Pharmacotherapy – Medications
Pharmacotherapy (pharmacology) is the treatment of a disorder or disease with medication.
In the treatment of addiction, medications are used to reduce the intensity of withdrawal symptoms, reduce alcohol and other drug cravings, and reduce the likelihood of use or relapse for specific drugs by blocking their effect. The primary goal of medication-assisted treatment is for the patient to achieve fully-sustained remission.
Pharmacotherapy is often used together with other therapies such as Cognitive Behavioral Therapy (CBT), or 12-Step Facilitation. Medications combined with these other therapies are shown to:
- Improve rates of patient survival
- Increase retention in treatment programs
- Decrease illicit opiate use and substance-related criminal involvement
- Increase patients’ ability to gain and maintain employment
- Improve outcomes in pregnancies affected by substance use
MEDICATIONS BY PRIMARY SUBSTANCE
There exists a range of medications that have varied effects and outcomes. More research is needed into the long-term outcomes and whether these medications react differently within different subgroups.
MEDICATIONS FOR ALCOHOL USE DISORDER
MEDICATIONS FOR OPIOID USE DISORDER
MEDICATIONS FOR NICOTINE OR SMOKING CESSATION
UNDERSTANDING THE MEDICATIONS
A common term used in the context of substance use disorder medications.
THERE ARE 3 PRIMARY CLASSES OF MEDICATIONS TO TREAT SUBSTANCE USE DISORDER
- SCIENTIFIC EXPLANATION (including partial agonists)
Agonists bind to and activate neurotransmitter receptors in the brain. In pharmacotherapy for addiction, agonists are employed to target receptors activated by particular drugs. In this way, the agonist medication can stimulate neurotransmitter receptors and offset withdrawal and craving effects caused by receptor under-stimulation that is typically experienced when someone stops using a drug. Though agonists mimic the mechanisms of a drug, they typically only produce mild neurological stimulatory effects, and are therefore much less habit-forming than drugs of misuse. Partial agonists work like agonists, except they have milder affinity for the neurotransmitter receptors they are targeting, thus producing subtler neurological effects.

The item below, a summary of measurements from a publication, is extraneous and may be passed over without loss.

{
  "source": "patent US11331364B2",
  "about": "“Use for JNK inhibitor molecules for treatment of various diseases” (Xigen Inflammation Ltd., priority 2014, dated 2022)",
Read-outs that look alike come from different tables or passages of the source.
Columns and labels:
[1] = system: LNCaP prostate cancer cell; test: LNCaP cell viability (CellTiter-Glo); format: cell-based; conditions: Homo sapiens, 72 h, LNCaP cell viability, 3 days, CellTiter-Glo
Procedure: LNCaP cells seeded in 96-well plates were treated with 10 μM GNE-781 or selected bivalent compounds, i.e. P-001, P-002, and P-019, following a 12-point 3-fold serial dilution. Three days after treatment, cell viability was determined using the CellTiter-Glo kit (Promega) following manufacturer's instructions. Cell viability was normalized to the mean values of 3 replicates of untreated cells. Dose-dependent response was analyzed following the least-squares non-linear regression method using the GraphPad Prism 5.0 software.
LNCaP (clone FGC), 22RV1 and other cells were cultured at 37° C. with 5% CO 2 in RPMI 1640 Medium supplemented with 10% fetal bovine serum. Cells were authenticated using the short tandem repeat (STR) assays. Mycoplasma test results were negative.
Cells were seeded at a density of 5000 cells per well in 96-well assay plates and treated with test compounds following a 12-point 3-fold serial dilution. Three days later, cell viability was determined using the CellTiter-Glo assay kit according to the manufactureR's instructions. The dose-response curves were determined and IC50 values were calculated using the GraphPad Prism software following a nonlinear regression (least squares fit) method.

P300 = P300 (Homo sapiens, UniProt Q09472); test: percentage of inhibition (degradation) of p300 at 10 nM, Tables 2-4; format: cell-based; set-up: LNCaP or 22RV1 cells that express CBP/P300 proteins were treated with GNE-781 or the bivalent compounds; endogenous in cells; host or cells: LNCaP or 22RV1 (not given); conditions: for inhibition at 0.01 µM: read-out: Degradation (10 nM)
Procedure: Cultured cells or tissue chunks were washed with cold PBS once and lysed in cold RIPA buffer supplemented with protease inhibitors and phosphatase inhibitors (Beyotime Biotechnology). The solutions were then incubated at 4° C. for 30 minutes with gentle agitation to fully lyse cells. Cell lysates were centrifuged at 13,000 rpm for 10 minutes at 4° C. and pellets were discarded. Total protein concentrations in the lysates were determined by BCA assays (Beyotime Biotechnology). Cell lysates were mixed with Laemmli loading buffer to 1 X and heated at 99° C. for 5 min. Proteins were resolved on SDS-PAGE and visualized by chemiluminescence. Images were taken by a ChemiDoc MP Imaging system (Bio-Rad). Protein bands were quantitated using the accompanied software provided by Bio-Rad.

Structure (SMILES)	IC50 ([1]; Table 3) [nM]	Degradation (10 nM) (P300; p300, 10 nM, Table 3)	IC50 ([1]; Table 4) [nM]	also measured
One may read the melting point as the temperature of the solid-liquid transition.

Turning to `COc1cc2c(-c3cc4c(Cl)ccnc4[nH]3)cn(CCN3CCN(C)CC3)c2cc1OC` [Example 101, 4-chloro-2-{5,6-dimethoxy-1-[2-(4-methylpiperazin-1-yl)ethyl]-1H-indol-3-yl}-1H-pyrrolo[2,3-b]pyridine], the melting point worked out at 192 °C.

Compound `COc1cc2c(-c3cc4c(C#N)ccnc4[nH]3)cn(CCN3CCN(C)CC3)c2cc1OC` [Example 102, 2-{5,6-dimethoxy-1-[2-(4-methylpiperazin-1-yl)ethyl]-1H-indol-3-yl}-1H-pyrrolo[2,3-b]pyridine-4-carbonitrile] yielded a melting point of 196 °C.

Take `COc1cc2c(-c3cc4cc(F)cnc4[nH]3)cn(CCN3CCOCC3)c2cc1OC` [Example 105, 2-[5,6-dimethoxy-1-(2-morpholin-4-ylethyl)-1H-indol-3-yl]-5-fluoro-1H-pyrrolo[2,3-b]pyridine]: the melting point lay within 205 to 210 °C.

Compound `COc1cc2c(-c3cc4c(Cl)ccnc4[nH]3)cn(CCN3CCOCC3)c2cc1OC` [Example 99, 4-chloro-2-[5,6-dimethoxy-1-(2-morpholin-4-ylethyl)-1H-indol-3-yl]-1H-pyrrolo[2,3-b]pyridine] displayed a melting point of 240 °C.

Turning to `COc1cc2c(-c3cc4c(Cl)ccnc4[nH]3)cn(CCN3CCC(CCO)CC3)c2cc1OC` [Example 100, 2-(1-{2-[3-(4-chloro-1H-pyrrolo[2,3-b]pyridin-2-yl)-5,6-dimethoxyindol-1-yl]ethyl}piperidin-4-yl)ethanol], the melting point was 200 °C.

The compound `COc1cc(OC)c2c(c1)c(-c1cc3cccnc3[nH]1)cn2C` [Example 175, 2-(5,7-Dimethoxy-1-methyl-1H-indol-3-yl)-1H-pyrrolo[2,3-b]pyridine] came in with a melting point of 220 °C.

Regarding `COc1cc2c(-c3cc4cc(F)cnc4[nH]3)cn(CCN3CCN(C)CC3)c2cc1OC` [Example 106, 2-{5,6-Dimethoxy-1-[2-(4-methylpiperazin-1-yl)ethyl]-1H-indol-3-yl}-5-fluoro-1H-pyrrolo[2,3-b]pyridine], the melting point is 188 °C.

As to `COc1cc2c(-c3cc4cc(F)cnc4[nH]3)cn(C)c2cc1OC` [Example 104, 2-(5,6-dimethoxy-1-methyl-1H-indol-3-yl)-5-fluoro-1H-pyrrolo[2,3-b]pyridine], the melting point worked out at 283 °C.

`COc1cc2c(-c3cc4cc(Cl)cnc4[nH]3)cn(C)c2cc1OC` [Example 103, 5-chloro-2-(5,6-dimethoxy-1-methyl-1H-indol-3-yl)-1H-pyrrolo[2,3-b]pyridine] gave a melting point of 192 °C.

- SCIENTIFIC EXPLANATION
Antagonists bind to and block neurotransmitter receptors in the brain. In pharmacotherapy for addictions, antagonists are employed that specifically target receptors activated by particular drugs. In this way, the antagonist medication can reduce the likelihood of use of a targeted drug (because the individual won’t be able to experience the drug effects and is less likely to try using the drug), and prevent overdose (even if someone takes the drug it won’t have an effect). Generally speaking, antagonist medications have no misuse potential because they don’t produce any drug-like effects.
- SCIENTIFIC EXPLANATION
As the name suggests, mixed agonist–antagonists have a dual action; they both stimulate neurotransmitter receptors in the brain, and at the same time they block the neurotransmitter receptors from being activated by a specific drug or classes of drugs. The drug actions of both stimulating and blocking are non-permanent effects that only occur when the drug is taken and active in the body.